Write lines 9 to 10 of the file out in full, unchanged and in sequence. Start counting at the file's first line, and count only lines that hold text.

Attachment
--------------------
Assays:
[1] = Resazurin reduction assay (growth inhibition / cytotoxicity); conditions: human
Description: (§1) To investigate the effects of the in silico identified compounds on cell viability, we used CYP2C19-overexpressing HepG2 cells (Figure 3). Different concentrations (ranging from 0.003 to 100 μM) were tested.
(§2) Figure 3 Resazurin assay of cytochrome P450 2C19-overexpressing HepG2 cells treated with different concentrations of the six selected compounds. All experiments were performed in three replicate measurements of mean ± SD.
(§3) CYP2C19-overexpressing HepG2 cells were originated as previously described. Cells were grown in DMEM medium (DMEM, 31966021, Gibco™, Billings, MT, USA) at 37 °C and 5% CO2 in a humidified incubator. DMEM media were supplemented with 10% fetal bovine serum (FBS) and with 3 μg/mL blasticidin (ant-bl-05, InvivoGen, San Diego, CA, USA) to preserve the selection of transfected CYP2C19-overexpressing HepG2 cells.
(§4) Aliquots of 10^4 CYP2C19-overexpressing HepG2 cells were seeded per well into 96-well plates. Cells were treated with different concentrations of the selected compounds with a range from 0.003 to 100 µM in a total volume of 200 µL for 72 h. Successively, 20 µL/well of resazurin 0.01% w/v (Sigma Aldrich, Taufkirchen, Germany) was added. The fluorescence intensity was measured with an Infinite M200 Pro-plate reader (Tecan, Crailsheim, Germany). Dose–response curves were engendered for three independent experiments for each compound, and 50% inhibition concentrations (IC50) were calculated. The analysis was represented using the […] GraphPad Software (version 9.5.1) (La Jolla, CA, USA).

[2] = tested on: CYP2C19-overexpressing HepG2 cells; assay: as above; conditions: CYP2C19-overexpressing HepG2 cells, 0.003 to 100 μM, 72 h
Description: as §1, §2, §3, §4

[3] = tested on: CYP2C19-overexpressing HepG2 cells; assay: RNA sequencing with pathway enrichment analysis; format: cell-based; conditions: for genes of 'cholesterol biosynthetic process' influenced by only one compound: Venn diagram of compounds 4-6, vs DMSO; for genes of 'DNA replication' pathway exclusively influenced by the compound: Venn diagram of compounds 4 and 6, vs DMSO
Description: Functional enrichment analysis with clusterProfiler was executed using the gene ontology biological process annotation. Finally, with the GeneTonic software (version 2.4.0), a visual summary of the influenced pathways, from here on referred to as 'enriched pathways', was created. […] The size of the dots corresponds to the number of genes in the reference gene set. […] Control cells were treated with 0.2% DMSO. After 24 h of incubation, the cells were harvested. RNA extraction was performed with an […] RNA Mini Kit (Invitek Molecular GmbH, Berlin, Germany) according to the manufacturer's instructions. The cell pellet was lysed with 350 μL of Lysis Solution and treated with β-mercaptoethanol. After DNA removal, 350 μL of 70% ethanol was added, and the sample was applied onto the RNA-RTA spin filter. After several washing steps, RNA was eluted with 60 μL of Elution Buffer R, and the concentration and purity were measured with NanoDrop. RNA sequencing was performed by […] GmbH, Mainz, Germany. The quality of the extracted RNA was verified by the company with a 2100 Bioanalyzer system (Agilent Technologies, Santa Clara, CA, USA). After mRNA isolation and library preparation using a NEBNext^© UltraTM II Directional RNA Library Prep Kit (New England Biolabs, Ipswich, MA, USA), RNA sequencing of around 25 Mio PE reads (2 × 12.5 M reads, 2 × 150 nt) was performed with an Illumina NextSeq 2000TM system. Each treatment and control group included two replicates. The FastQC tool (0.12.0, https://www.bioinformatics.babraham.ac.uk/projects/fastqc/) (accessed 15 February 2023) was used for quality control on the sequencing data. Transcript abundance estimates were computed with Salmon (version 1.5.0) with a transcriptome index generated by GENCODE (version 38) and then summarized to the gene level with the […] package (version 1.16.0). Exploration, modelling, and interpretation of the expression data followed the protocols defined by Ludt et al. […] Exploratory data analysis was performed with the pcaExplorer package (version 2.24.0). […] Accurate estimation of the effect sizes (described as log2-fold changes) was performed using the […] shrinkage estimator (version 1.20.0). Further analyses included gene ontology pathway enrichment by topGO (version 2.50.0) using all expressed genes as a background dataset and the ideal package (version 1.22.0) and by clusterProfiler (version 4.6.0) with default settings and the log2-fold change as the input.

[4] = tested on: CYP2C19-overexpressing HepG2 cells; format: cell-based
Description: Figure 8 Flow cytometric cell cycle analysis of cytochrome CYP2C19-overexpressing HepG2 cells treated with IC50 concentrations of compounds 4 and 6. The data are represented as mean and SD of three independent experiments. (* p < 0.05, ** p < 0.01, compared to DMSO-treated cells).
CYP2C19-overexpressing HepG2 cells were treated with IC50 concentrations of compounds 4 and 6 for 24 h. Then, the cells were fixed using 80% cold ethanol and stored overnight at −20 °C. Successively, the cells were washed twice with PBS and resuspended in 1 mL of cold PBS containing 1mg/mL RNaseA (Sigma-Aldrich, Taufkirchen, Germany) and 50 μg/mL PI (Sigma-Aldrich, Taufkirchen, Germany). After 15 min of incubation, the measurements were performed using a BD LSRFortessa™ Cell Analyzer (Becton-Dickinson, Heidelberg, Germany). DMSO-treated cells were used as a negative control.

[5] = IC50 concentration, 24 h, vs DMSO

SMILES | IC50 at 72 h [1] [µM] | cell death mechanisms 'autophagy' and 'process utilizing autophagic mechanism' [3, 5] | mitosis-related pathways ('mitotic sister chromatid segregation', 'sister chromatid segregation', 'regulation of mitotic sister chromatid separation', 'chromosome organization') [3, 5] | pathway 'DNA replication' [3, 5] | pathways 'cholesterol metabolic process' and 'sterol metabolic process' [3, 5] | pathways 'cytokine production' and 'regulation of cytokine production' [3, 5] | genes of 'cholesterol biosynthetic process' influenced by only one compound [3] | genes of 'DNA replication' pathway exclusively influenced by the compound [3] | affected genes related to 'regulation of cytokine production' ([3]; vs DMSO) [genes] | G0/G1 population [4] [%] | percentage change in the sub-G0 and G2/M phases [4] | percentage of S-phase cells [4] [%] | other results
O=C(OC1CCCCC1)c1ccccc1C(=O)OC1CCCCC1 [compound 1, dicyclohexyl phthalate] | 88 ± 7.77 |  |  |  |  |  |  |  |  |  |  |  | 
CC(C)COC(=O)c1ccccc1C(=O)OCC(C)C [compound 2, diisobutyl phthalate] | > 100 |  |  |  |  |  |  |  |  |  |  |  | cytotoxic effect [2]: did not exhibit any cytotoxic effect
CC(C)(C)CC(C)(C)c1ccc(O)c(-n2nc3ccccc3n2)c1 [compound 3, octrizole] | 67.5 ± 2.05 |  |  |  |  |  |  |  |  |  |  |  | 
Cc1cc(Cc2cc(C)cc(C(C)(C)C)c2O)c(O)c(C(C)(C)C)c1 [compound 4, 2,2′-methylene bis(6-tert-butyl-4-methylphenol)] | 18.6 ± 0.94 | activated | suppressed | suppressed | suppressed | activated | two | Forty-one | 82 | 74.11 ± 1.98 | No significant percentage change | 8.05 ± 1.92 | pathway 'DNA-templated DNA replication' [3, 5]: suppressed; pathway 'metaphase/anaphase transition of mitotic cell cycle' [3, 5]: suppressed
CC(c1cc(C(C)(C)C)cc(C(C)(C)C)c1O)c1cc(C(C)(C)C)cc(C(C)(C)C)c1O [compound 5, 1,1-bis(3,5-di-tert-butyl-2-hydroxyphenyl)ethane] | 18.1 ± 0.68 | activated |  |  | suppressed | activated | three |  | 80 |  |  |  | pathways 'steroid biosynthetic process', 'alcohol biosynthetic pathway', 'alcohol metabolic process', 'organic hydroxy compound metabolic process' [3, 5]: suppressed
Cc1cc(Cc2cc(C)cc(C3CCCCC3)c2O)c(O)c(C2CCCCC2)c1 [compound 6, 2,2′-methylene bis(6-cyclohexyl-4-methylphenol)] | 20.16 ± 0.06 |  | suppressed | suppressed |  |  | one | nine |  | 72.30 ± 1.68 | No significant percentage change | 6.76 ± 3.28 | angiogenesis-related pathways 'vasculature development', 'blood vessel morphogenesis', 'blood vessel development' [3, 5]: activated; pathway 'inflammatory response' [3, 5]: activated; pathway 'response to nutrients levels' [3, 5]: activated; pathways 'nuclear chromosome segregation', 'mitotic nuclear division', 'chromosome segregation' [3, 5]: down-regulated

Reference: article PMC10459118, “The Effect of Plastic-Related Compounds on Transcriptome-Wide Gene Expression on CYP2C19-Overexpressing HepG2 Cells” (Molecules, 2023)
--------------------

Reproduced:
[3] = tested on: CYP2C19-overexpressing HepG2 cells; assay: RNA sequencing with pathway enrichment analysis; format: cell-based; conditions: for genes of 'cholesterol biosynthetic process' influenced by only one compound: Venn diagram of compounds 4-6, vs DMSO; for genes of 'DNA replication' pathway exclusively influenced by the compound: Venn diagram of compounds 4 and 6, vs DMSO
Description: Functional enrichment analysis with clusterProfiler was executed using the gene ontology biological process annotation. Finally, with the GeneTonic software (version 2.4.0), a visual summary of the influenced pathways, from here on referred to as 'enriched pathways', was created. […] The size of the dots corresponds to the number of genes in the reference gene set. […] Control cells were treated with 0.2% DMSO. After 24 h of incubation, the cells were harvested. RNA extraction was performed with an […] RNA Mini Kit (Invitek Molecular GmbH, Berlin, Germany) according to the manufacturer's instructions. The cell pellet was lysed with 350 μL of Lysis Solution and treated with β-mercaptoethanol. After DNA removal, 350 μL of 70% ethanol was added, and the sample was applied onto the RNA-RTA spin filter. After several washing steps, RNA was eluted with 60 μL of Elution Buffer R, and the concentration and purity were measured with NanoDrop. RNA sequencing was performed by […] GmbH, Mainz, Germany. The quality of the extracted RNA was verified by the company with a 2100 Bioanalyzer system (Agilent Technologies, Santa Clara, CA, USA). After mRNA isolation and library preparation using a NEBNext^© UltraTM II Directional RNA Library Prep Kit (New England Biolabs, Ipswich, MA, USA), RNA sequencing of around 25 Mio PE reads (2 × 12.5 M reads, 2 × 150 nt) was performed with an Illumina NextSeq 2000TM system. Each treatment and control group included two replicates. The FastQC tool (0.12.0, https://www.bioinformatics.babraham.ac.uk/projects/fastqc/) (accessed 15 February 2023) was used for quality control on the sequencing data. Transcript abundance estimates were computed with Salmon (version 1.5.0) with a transcriptome index generated by GENCODE (version 38) and then summarized to the gene level with the […] package (version 1.16.0). Exploration, modelling, and interpretation of the expression data followed the protocols defined by Ludt et al. […] Exploratory data analysis was performed with the pcaExplorer package (version 2.24.0). […] Accurate estimation of the effect sizes (described as log2-fold changes) was performed using the […] shrinkage estimator (version 1.20.0). Further analyses included gene ontology pathway enrichment by topGO (version 2.50.0) using all expressed genes as a background dataset and the ideal package (version 1.22.0) and by clusterProfiler (version 4.6.0) with default settings and the log2-fold change as the input.